"Allow me to extend to you my best wishes for good health and success in your heavy international responsibilities. Let me also avail of the occasion to express again our utmost sadness at the tragic death of Mr. Sergio de Mello, your special envoy to Iraq."


"Mr. Secretary General,

"As you are aware, the war that Ethiopia unleashed against my country in 1998 under the false pretext of a "dispute over Badme", - that inculcated a huge loss of human life and a massive dislocation of our people - has attained a legal resolution through the award of the Boundary Commission of 13 April 2002. This was in accordance with the Algiers Agreement that was blessed with Your Excellency's personal presence and signature."

"But notwithstanding the explicit provisions of the Algiers Agreement on the final and binding nature of the decision, Ethiopia continues to resort, with impunity, to the law of the jungle to defy the Boundary Commission's decision and to obstruct its implementation. Ethiopia's reckless and illegal acts have aggravated the plight of thousands of our citizens who remain dislocated from their home villages and condemned to live in makeshift camps under appalling conditions. Ethiopia is even sponsoring acts of terror and subversion to create a climate of fear and confusion. And yet, for reasons we fail to understand, the international community, and especially the United Nations, continues to act as a bystander to tolerate these injustices."

"What we particularly find mind boggling at this juncture are notions of "confidence-building" and "early rapprochement". These ideas are apparently being peddled by Ethiopia so as to undermine the implementation of the boundary decision. Eritrea cannot possibly be expected to contemplate normalisation of bilateral ties when our sovereign territory remains occupied and when our people are denied their inalienable right to return to their home villages and slowly heal the scars of war? Putting the cart before the horse will not solve but rather compound the problem."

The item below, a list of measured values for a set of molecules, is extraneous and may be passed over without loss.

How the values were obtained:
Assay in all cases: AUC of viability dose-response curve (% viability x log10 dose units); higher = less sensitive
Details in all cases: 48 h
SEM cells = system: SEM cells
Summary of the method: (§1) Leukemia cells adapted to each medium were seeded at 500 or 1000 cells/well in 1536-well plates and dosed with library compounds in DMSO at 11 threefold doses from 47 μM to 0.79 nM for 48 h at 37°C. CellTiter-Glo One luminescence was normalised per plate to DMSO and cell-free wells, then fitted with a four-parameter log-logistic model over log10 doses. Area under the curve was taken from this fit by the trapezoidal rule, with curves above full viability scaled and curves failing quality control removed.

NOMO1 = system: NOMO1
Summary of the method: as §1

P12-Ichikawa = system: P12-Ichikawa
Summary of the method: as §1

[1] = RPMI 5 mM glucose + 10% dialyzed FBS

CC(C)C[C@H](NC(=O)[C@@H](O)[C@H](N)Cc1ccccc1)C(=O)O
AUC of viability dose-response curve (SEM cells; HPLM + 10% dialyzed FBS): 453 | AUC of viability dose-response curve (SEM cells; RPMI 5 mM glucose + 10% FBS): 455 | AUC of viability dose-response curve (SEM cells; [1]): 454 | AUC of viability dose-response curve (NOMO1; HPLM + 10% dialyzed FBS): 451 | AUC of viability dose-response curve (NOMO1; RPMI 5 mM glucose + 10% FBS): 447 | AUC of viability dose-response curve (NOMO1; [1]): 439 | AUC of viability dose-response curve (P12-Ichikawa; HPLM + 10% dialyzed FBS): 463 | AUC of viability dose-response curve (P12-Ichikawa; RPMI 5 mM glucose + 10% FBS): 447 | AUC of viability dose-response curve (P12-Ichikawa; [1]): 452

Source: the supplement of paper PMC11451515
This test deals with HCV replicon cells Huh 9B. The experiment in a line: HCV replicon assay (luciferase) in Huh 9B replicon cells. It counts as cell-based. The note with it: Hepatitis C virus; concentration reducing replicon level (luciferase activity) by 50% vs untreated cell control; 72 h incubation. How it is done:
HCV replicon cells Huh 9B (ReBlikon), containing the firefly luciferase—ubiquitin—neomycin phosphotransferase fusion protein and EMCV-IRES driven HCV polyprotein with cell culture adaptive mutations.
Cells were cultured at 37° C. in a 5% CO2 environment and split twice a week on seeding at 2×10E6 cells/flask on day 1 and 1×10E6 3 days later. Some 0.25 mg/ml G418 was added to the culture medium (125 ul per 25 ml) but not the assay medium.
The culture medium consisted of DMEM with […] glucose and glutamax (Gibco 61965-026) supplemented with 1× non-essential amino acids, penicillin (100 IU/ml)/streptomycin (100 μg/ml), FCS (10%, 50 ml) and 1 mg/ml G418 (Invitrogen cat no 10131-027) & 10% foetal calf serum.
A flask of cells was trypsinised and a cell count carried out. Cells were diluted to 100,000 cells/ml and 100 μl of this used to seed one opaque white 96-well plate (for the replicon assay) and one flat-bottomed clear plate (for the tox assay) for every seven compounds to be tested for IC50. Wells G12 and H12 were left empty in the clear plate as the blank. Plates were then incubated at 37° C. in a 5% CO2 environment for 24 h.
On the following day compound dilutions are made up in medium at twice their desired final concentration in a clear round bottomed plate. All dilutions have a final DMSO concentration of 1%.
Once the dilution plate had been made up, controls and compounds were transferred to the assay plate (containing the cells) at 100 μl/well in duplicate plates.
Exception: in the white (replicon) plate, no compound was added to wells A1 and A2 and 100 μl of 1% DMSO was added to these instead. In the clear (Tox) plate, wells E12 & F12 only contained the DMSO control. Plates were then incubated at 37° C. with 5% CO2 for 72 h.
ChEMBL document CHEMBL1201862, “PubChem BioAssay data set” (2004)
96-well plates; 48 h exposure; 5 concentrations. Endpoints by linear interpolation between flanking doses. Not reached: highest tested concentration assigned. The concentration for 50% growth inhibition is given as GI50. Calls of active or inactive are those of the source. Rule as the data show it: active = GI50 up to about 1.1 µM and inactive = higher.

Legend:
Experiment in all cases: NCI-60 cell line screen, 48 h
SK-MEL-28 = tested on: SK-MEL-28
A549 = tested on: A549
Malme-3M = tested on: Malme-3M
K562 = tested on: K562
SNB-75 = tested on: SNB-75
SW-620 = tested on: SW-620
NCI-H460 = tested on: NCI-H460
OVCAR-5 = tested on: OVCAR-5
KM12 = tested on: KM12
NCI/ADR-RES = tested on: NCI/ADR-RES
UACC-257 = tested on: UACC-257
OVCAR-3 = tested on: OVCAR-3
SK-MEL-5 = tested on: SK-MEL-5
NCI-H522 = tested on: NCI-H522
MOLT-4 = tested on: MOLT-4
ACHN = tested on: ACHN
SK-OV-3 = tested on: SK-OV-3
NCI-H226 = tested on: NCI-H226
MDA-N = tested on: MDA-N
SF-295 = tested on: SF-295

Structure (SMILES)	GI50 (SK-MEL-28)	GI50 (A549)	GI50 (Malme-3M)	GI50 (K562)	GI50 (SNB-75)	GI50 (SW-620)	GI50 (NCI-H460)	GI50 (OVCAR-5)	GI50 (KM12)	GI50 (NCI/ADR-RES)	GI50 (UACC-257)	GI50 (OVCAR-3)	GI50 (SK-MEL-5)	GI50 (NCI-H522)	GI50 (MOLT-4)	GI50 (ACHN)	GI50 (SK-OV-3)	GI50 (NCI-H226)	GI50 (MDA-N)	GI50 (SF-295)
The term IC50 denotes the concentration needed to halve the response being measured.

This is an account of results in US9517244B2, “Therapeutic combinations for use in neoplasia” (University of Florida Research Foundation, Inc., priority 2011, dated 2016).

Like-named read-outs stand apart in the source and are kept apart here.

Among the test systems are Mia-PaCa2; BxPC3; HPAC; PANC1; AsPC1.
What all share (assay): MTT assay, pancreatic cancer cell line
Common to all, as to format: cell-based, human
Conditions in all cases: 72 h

"The suffering of our people and their disillusionment is worsening with time; especially the situation of those who are languishing in makeshift camps under extremely harsh physical conditions for almost five years now. Unjustified delays and postponements of demarcation, which can only exacerbate these sufferings, cannot be acceptable morally and from a humanitarian perspective. The costs that will be borne in the next ten months or so until demarcation is completed, if ever, in June 2004 in accordance with the new time-table cannot be rationalised. Indeed, there is no reason why the United Nations should foot a bill to the tune of quarter billion dollars a year to maintain a precarious peace that is increasingly becoming tenuous."


"Mr. Secretary General,

"The United Nations has primary responsibility for upholding justice. We particularly expect the UN to extend all possible support to end the sufferings of our people due to Ethiopia's illegal occupation. We see no reason why those who are flouting international law are accommodated or rewarded. In this spirit, I appeal to you, Mr. Secretary General, to see to it that the United Nations takes the necessary legal measures to uphold international law and ensure expeditious demarcation of the border."


"Accept, Excellency, the assurances of my highest esteem.

Isaias Afwerki
President, the State of Eritrea

H.E. Kofi A. Annan
Secretary General
The United Nations."

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2003 Dehai Eritrea Online